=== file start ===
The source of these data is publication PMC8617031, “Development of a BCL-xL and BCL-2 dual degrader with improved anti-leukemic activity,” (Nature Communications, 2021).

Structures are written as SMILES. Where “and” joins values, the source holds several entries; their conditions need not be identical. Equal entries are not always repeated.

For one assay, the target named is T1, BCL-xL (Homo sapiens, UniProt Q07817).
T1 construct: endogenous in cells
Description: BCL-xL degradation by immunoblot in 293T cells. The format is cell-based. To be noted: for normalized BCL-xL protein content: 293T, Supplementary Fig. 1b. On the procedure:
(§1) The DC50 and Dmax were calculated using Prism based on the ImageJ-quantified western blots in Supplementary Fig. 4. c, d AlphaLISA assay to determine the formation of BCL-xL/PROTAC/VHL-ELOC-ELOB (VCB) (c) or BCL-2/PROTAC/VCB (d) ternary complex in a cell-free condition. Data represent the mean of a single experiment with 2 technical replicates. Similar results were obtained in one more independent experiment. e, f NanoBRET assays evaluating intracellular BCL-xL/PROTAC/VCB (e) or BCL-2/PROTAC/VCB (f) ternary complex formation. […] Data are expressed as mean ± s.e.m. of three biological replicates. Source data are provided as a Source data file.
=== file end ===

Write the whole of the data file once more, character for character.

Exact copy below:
The source of these data is publication PMC8617031, “Development of a BCL-xL and BCL-2 dual degrader with improved anti-leukemic activity,” (Nature Communications, 2021).

Structures are written as SMILES. Where “and” joins values, the source holds several entries; their conditions need not be identical. Equal entries are not always repeated.

For one assay, the target named is T1, BCL-xL (Homo sapiens, UniProt Q07817).
T1 construct: endogenous in cells
Description: BCL-xL degradation by immunoblot in 293T cells. The format is cell-based. To be noted: for normalized BCL-xL protein content: 293T, Supplementary Fig. 1b. On the procedure:
(§1) The DC50 and Dmax were calculated using Prism based on the ImageJ-quantified western blots in Supplementary Fig. 4. c, d AlphaLISA assay to determine the formation of BCL-xL/PROTAC/VHL-ELOC-ELOB (VCB) (c) or BCL-2/PROTAC/VCB (d) ternary complex in a cell-free condition. Data represent the mean of a single experiment with 2 technical replicates. Similar results were obtained in one more independent experiment. e, f NanoBRET assays evaluating intracellular BCL-xL/PROTAC/VCB (e) or BCL-2/PROTAC/VCB (f) ternary complex formation. […] Data are expressed as mean ± s.e.m. of three biological replicates. Source data are provided as a Source data file.